The Ten Keys To Resilient Business Performance In The Pandemic
Businesses have been through insanity this year. Transportation and hospitality companies have seen plummeting demand; retailers and distributors have built all new delivery models; tech companies are seeing explosive growth; and banks and financial services companies are responding to huge economic changes.
Through all this change the #1 issue on the minds of CEOs is resilience. How do we respond, react, and transform in the most positive and productive way? And how do we position ourselves for the Pandemic Economy in the year ahead?
Of course it helps to be in the right place at the right time. If you were already a digital business, the chances are you’re doing well. But for most companies there are many new issues to consider, starting with the health and productivity of your employees.
Well, today we are introducing new research which shows which business and talent practices really drive growth. And among the 53 things we studied, ten were clearly the most important. Let me explain more.
We’ve been working on this since March. Starting this Spring we started a series of weekly meetings with more than 350 companies in The Big Reset Initiative. This initiative, which includes companies from all over the US, Europe, Asia, and Canada, involved a series of five-week sprints, grouped into topical groups.
Based on demand we organized into these five topics: health and wellbeing, learning and leadership, workforce transformation, return to the workplace, and equity and justice. Each group was led by a senior HR executive and we collected more than 200 hours of discussions and interviews. Throughout the process we listened to each company describe their challenges, strategies, and solutions. And we all got to know each other well.
In The Big Reset: What’s Working Now we published the first set of findings. (Another set is coming later in the year.) This report details the 20 strategies we uncovered, and it’s filled with case studies.
But as we evolved over the summer and Fall, we realized that the number of “good ideas” was explosive. Companies are doing dozens of innovative things to go back to work, evolve their management practices, and redeploy people into new positions. So we decided to do a quantitative study. We asked more than 1,400 companies to describe their level of adoption of 53 different practices, and then we correlated these results against business outcomes and various talent outcomes in each company
And here is what we found (read the report for details.)
Ten Keys To Resilient Business Performance
If you look at what we found, it quickly becomes clear that the overwhelming focus is on people. Activities like buying PPE, establishing a safe workplace, and enabling remote work are clearly all important. But what the research clearly shows is that these are “mandatory items,” things companies must do to survive. The companies that thrive in the last year are going much further – and they’re focusing on people in even more agile and creative ways.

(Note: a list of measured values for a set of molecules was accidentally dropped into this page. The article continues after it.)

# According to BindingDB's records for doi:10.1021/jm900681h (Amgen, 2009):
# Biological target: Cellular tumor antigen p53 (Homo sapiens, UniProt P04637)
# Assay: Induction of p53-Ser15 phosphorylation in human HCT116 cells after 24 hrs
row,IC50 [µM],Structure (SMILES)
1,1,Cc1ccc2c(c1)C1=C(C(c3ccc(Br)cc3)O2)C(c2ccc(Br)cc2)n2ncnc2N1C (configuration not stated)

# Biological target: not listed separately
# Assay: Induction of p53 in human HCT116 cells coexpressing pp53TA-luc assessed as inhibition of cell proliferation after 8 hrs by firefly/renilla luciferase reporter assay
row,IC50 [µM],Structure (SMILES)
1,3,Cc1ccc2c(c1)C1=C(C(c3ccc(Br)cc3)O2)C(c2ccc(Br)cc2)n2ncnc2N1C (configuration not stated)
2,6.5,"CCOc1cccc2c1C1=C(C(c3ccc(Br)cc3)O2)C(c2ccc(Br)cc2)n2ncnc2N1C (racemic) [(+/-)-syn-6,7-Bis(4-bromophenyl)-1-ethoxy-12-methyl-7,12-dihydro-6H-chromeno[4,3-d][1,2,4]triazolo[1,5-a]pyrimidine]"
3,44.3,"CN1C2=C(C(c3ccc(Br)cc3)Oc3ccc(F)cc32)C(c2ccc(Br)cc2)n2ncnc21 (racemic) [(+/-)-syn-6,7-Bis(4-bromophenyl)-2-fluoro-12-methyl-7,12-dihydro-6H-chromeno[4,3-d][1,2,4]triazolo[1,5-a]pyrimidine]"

For example, in the area of health and wellbeing, high performing companies don’t just create a safe environment, they end over backward to listen, pulse, and respond to continuous employee feedback. Nobody really knows what the virus will do on a given day, but employees can tell you how customers, suppliers, and their own teams need help. We also found that “family support” is critical – an area most companies accommodated for years, but now has become a central focus.
In the area of change, the highest performing companies became agile overnight. I just got off the phone with an HR leader from one of the world’s largest retailers (a very high performing company) and he told me the management team was making $50 Million decisions without a single PowerPoint deck. PepsiCo redesigned its US-wide performance process in a few weeks to save time and focus attention. Allianz created a “work at home” model in a week after spending years debating whether it’s a good idea.
And technology has now become the facilitator of change, not the “need to change.” In other words, we now use technology like a swiss army knife or a development tool: it has become a way to bring people together, train people, onboard people, and quickly find, survey, and support people. The high performing companies came in over the weekend and took their HR tools and just “created new solutions” for the pandemic communications, leadership development, and other job transformation they needed.
I will never forget my conversation with one of the HR leaders at Sabre, who told me that more than half the company changed jobs, managers, or roles in only 60 days. They did this with a high degree of agility, fast decision-making, and lots of support for people.
The third category of strategies is those designed to transform the business in real-time. When your customers are afraid to come into the store or your salespeople cannot meet face to face, you quickly do things differently. And this means stretching the jobs of the people you have, giving them extra time, attention, and money to adapt, and rapidly hiring temporary or contingent workers to help. And powering this transformation is a huge focus on company purpose, mission, and values.
If there’s one thing the pandemic taught us, it’s that culture and values are more important than anything. When we ask people to work more hours, extend themselves into jobs they’ve never done before, and trust us to make the workplace safe – the whole safety net is based on culture. And culture comes from the top and from history. Great companies like Target and Sainsbury’s are reaching into their past and reminding their people why the company exists in the first place.
Not every company is adapting well. Our research showed that roughly one in five companies (across all industries) is responding well to the pandemic. Many are doing well, but some are falling behind.